Anecdotal stories punctuated Thursday’s meeting; complaints alleging that crime spawned by Ithaca’s “Jungle” behind Walmart has spilled into Ithaca’s West End neighborhood. One commenter talked of overdoses and problem patrons reaching as far as the Ithaca Agway. Another alleged he can’t even pay for his gasoline after-hours at Elmira Road’s Byrne Dairy because the store must keep its doors locked for safety. Of the eight who addressed the Board, five urged the Town Board block Second Wind.
And indeed the Board will likely do that. As read at the meeting, and then slated for the February Public Hearing, the lengthy, heavily-lawyered proposed local law would place a temporary one-year, town-wide moratorium on the “review or applications for campsites,” as well as the housing they would include and the facilities built to support campsite residents. Violation would carry a $10,000 per day fine.
The local law grounds its moratorium on the “significant concerns of the Town Board” on “health and safety” issues, on maintaining the “rural nature of the Town,” and on “lack of services and long response times.”
The language states a moratorium would allow Newfield an opportunity up update its Comprehensive Plan to address the concerns about projects like Second Wind, and it would allow the Board to enact controls currently unavailable in un-zoned Newfield.
But perhaps most important, the one-year moratorium is strategic. Once it expires, whether or not a new law governing campsites is on the books, the Tompkins County money that many supporters see as essential to expand Second Wind might have evaporated. Some, like legislator Brown, would like to have Second Wind’s $510,000 diverted to other Recovery Fund applications that failed to win an advisory committee’s support. Some of those also-ran applicants find their home in Enfield.
Hand in hand with its move forward toward a moratorium, the Newfield Town Board also Thursday exercised its option to pre-empt the town’s Planning Board from passing final judgment on Second Wind’s site plan. By unanimous vote, the Town Board voted to “take on site plan review” for Guidi’s proposed cabins. The Board had previously also opted to become lead agency on Second Wind’s required environmental review.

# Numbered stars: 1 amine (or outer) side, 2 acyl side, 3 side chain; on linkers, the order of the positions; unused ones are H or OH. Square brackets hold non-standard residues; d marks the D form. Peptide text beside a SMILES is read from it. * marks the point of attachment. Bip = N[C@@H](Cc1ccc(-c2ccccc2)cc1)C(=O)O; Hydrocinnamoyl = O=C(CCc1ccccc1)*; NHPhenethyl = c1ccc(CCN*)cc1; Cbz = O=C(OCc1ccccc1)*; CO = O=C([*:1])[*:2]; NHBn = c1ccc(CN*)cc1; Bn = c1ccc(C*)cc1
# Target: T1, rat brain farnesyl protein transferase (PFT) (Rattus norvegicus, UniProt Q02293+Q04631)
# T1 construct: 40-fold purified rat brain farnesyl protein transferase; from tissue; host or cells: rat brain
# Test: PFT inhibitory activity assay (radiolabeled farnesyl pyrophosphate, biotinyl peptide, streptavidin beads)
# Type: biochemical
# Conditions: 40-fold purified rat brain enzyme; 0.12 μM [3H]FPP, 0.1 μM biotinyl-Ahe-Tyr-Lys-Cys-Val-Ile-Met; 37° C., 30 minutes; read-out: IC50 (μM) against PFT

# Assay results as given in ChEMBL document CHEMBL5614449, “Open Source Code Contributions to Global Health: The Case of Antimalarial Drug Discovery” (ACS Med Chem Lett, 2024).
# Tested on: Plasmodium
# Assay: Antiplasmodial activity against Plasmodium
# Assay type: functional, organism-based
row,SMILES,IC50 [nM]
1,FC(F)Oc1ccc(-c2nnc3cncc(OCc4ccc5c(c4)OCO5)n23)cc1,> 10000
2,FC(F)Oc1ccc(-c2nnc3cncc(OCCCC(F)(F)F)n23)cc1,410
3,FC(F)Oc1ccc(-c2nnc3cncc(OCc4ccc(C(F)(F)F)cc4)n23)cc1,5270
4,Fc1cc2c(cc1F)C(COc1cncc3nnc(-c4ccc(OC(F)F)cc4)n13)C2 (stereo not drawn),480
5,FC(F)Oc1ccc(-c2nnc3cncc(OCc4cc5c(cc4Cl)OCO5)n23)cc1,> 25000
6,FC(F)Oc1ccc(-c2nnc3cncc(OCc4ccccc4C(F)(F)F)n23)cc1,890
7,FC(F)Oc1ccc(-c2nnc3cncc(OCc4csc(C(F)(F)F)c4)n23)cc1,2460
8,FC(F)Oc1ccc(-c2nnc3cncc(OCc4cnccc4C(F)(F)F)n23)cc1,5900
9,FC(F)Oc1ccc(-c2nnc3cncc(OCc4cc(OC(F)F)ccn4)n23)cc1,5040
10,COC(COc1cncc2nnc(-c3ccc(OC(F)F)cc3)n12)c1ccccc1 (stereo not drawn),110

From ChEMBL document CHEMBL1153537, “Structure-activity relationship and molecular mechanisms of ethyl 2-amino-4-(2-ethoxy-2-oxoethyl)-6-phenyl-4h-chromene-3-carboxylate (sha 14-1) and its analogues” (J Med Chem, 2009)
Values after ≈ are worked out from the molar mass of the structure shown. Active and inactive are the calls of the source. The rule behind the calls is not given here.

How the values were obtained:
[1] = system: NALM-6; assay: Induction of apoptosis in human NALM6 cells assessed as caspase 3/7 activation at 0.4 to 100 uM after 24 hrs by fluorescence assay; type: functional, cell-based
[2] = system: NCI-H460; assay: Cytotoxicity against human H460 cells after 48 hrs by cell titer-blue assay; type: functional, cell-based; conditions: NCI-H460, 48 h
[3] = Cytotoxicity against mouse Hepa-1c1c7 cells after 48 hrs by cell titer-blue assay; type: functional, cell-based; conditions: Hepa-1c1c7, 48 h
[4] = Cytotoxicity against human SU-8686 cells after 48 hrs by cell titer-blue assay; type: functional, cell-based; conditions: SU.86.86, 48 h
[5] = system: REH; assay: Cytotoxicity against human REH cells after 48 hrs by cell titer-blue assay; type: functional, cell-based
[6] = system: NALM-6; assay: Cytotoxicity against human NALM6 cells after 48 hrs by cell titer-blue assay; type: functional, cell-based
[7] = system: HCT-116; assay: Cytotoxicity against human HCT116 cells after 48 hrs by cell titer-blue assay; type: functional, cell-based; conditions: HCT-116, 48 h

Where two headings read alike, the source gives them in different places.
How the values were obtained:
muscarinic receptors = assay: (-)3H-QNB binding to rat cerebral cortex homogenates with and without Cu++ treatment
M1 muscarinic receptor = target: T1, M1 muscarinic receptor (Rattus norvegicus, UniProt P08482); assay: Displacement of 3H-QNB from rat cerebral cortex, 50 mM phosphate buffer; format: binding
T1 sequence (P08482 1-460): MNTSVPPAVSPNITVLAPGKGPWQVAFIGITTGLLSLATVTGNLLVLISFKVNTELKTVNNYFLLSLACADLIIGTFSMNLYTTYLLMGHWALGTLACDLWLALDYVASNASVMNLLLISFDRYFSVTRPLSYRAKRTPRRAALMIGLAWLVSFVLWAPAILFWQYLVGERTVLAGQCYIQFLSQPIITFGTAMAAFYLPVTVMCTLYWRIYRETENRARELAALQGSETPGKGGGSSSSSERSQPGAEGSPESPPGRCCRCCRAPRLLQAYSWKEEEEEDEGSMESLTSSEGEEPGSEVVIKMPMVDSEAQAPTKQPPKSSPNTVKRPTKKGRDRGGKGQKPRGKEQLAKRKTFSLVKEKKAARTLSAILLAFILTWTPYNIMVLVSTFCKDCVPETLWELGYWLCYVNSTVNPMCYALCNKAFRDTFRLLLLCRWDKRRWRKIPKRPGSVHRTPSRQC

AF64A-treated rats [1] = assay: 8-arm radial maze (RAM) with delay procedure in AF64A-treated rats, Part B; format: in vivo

A “transplanted tree-hugger community” now populates the Planning Board, one of Thursday’s publicly-commenting critics of Second Wind bluntly alleged.
Newfield Town Supervisor Michael Allinger and his four Town Councilpersons are low-key, never flamboyant, legislators. Like Town Board members of an earlier era, they conspicuously avoided interjecting themselves Thursday into their community’s a thorny debate. They listened. They then acted. They offered little comment that begged for quotation.
“I think it’s going to take time,” Councilperson Casey Powers remarked at one point in forecasting a huge turnout for the February 9th hearing. “My feeling is it’s going to take hours.”
Another Board member questioned whether the Board would need to hold a second hearing should it modify the moratorium’s language after the first hearing had ended.
Attorney for the Town Thomas Smith said unless there’s “drastic change,” a second hearing won’t be needed. What’s “drastic,” he was asked. “You know it when you see it,” Smith replied.
Nonetheless, the Town Board may not be able to adopt the moratorium targeting Second Wind immediately after the hearing concludes. By law, the Tompkins County Planning Department must weigh-in. A 40-day comment window was mentioned, its starting date never clearly defined Thursday. And legislator Brown at a recent meeting openly feared that County staff might attempt to paper-over Second Wind’s blemishes in deference to the downtown lawmakers who support the project.
But the Town Board could still override any County Planning criticism by a super-majority vote, four votes out of five. Judging from Board sentiment Thursday, the bar would not prove difficult to overcome. Not a single one of the five elected to the Newfield Town Board appeared eager that night to have those 25 cabins for the homeless come anywhere near to them or their neighbors. Many in Newfield see homelessness as mainly Ithaca’s problem, not theirs. And yes, it’s also an election year.